Do you see what I see?
A. A Loaf of Bread
B. Edvard Munch's "The Scream"
C. A breaching tarpon, or bonefish
D. Don Quijote and Sancho Panza
E. Elmer Fudd
F. A Pontiac Thunderbird
G. Spiro Agnew
H. Two Tree Frogs, copulating
I. Mt. Rushmore
J. A Spicy Tuna Maki Roll
Not that I am any more superstitious than your average African shaman, but after having written that last crack about the imminent Erebus eruption engulfing McMurdo I decided it was an inauspicious day for me to be flying around in a helicopter so, big-hearted fellow that I am, I let Anne and Sylvestre go up there alone. I hear them whirring back and forth now, getting those all important shots of the camp as seen from the air. It is actually worth passing up the flight just to have a few minutes of uninterrupted solitude. Anne and Sylvestre and I are getting along fabulously, all things considered, but my oh my do we all live on top of one another. Anne has it the worst because she lives in the tent we cook and eat in. The Scott tents allow for private sleeping and laying on the cot but not much else; inside mine is a pretty claustrophobic environment, what with boot liners, socks, mittens, defrosting sunblock and Gator Balm and the computer and all the rest of it dangling from the tapered roof.
I want to thank you and Katie for your words of encouragement on the blog. We hadn't seen a helo since just after arriving here in the Friis Hills so that in part accounts for the delay in getting some more news out, but also just blasting stuff off into the void without any feedback was starting to get wearisome. So thank you both for your notes. I'll try to keep it coming even though I feel I may have already exhausted the local subject matter. (Rocks, Going for walks, Going for walks amongst the rocks, etc.). On the flight in today we also for the first time got a printout of everything you have posted since I headed out to Mt. Boreas; antarcticiana looks fabulous, thanks to you and your efforts.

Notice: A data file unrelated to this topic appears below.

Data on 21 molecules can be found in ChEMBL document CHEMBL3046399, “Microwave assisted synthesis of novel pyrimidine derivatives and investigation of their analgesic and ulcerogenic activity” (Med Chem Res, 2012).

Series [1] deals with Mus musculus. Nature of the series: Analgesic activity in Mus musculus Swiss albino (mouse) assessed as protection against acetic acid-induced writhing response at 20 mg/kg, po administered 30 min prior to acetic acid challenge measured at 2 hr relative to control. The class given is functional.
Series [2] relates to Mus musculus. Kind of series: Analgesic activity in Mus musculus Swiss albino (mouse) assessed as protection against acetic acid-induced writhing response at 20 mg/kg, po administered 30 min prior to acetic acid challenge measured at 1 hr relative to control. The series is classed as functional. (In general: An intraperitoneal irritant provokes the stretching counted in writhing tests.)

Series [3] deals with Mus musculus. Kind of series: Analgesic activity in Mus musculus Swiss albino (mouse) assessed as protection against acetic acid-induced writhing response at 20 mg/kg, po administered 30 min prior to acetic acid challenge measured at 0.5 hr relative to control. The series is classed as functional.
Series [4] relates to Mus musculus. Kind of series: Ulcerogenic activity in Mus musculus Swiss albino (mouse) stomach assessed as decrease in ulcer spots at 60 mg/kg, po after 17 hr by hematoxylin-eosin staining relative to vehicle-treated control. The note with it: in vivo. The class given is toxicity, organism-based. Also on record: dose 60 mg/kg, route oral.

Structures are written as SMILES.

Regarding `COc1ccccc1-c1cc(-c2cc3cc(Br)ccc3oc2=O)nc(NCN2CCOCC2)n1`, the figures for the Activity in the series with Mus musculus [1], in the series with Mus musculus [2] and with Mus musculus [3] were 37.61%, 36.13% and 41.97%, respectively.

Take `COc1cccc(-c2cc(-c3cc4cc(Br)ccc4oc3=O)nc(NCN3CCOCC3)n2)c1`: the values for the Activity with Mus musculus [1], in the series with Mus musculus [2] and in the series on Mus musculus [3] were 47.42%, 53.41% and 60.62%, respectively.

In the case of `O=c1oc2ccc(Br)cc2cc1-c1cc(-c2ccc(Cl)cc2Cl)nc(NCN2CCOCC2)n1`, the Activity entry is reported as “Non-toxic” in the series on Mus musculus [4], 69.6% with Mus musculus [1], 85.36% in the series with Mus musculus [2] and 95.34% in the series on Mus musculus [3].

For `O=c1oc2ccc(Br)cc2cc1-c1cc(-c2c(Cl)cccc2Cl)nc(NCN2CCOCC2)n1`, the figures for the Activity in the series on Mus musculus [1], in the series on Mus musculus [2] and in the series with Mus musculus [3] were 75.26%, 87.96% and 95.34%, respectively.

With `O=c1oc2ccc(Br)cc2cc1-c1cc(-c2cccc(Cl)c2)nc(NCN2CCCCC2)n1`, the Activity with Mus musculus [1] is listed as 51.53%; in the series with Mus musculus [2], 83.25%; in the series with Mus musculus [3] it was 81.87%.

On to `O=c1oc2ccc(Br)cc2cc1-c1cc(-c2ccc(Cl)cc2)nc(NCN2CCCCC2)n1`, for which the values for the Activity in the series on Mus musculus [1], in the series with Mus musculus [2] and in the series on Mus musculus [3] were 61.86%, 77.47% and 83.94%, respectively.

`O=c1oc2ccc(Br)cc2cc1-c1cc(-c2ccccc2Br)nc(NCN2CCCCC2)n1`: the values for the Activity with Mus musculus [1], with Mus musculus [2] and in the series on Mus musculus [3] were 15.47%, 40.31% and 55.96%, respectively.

On the subject of rocks and going for walks I know that I mentioned some time ago that we are camped on an expansive plain of boulders, mainly chunks of basaltic dolorite, the reddish-black rock that is the primary rock in the surrounding Friis Hills. There are also many granite boulders, abandoned here many millions of years ago by glacial activity, and these have weathered in a most extraordinary way. They are rounded, curvaceous, even. Some have holes punched through them. These are known as "erratics" to geologists because they are not made up of local rock and have been carried here and deposited by glaciers. I call them "eccentrics." I think I suggested that the whole area looks like a sort of modernist sculpture garden run wild, but leaving aside the history of twentieth century art what is most remarkable is how many of these spectacular rocks look just like common household objects, or famous people from history.
I admit we have been out here for quite a long time, but before you go accusing me of being one of those wackos who sees the Virgin Mary in a crumpled up paper bag or something take a look at these amazing specimens for yourself (I will here later insert the obligatory link to philjacobsen.com, Phil in a winterover moment having seen the Virgin Mary in an old oily cardboard box, I think it was).
In any case I thought it would be fun to make this post into a kind of a brain teaser, so here it is: match one of the numbered photographs with the lettered description that fits. I know a lot of them are really easy and obvious, but I've tried to throw in a few stumpers. Post your solution in the "comments" and I'll buy a round next time I'm in the same place as the winner.